Employing staff for the first time

Taking on staff for the first time

You don’t have to be a limited company to employ staff, sole traders can employ staff too.But it’s a big step for a small business so think carefully about what you need before you start hunting around for the right person!

What is it you want them to do?

Do you just want an extra pair of hands or should you take a longer term view on how to structure your business and what new skills to introduce.  Think about what tasks you’re going to pass over and what you want to do that you haven’t been able to do until now.  Seniority is important too – are you looking for a future manager and someone that can cover for you when you’re away, or someone for a more junior or operational role?

Managing your staff, setting expectations and avoiding disputes

You’re taking a big risk by introducing a stranger into your business and mistakes can be time consuming and costly.  Here’s how you can mitigate some of the risks:

  • Use the right legal employment and HR forms and policies
  • Have an agreed job description from day 1
  • Set clear expectations on the level of performance required, and how it’ll be measured
  • Agree a trial period of a few months
  • Be clear on what is, and is not, acceptable behaviour
  • Have clear and written guidelines on using the company’s property and resources for personal use, including phoning and emailing
  • Have a written grievance procedure and disciplinary procedure

Ready to go ahead?

Make sure you go through the right employment procedures with our Checklist for Employing Staff.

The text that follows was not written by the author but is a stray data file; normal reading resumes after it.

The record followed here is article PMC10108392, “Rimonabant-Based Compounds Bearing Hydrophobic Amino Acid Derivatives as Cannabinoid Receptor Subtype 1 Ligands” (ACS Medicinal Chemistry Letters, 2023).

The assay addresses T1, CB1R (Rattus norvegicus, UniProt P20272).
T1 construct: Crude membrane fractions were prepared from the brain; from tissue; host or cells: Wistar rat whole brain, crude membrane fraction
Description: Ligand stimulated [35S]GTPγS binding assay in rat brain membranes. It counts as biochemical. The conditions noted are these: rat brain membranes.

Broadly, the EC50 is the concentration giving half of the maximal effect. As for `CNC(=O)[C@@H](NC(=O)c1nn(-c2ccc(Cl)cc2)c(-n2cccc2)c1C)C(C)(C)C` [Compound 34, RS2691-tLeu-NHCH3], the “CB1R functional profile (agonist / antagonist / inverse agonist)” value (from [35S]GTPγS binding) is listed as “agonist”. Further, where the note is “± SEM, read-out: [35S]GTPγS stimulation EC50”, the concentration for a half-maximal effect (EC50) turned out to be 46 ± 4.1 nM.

Download these recruitment documents, employment contracts, and disciplinary procedures for full time and part time staff and freelance workers.

You must have employers liability insurance and display the certificate in every place your staff work.

Full-time, part-time, short-term, or freelance

Don’t just think you need to employ someone on a full-time basis on a full-time salary.  Why not employ someone part-time to start with until the role develops? Or a seasonal worker on a part-time basis just to cover your busiest times of the year? Or a specialist freelancer for a particular project?

Whichever you decide make it very clear from the outset what the role is, what the terms of the appointment are and how long it’s for.  Put this writing and get you and the person you’re hiring to sign it.

Expect to take a dip in profits

It’s inevitable that your profits will go down in the early days as the same income is now going to cover 2 salaries.  Unless you’ve left it far too late that is, and have worn yourself well and truely into the ground by earning enough to pay 2 salaries already! (see our article on don’t to do everything yourself).

Provision of staff pensions

From 2012 it’s compulsory to either have a company pension scheme for your staff or to auto enrol them into the new National Employment Savings Trust (Nest)